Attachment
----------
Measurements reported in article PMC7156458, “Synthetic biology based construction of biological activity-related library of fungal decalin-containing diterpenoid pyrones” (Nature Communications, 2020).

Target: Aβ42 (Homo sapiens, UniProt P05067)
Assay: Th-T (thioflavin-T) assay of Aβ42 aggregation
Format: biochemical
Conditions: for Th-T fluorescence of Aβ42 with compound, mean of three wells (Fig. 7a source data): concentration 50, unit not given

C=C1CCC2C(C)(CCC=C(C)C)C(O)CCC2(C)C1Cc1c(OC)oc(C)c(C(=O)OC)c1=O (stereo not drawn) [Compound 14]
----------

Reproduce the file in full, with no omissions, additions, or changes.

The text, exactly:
Measurements reported in article PMC7156458, “Synthetic biology based construction of biological activity-related library of fungal decalin-containing diterpenoid pyrones” (Nature Communications, 2020).

Target: Aβ42 (Homo sapiens, UniProt P05067)
Assay: Th-T (thioflavin-T) assay of Aβ42 aggregation
Format: biochemical
Conditions: for Th-T fluorescence of Aβ42 with compound, mean of three wells (Fig. 7a source data): concentration 50, unit not given

C=C1CCC2C(C)(CCC=C(C)C)C(O)CCC2(C)C1Cc1c(OC)oc(C)c(C(=O)OC)c1=O (stereo not drawn) [Compound 14]